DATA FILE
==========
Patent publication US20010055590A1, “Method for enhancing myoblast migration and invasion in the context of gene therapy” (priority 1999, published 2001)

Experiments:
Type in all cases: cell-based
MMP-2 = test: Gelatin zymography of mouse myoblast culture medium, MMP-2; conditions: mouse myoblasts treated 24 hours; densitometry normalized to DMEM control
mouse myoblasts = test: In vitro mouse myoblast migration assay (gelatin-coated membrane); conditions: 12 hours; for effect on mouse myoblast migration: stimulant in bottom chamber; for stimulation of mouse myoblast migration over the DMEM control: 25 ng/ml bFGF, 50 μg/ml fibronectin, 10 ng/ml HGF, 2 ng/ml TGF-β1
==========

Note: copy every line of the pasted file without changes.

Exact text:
Patent publication US20010055590A1, “Method for enhancing myoblast migration and invasion in the context of gene therapy” (priority 1999, published 2001)

Experiments:
Type in all cases: cell-based
MMP-2 = test: Gelatin zymography of mouse myoblast culture medium, MMP-2; conditions: mouse myoblasts treated 24 hours; densitometry normalized to DMEM control
mouse myoblasts = test: In vitro mouse myoblast migration assay (gelatin-coated membrane); conditions: 12 hours; for effect on mouse myoblast migration: stimulant in bottom chamber; for stimulation of mouse myoblast migration over the DMEM control: 25 ng/ml bFGF, 50 μg/ml fibronectin, 10 ng/ml HGF, 2 ng/ml TGF-β1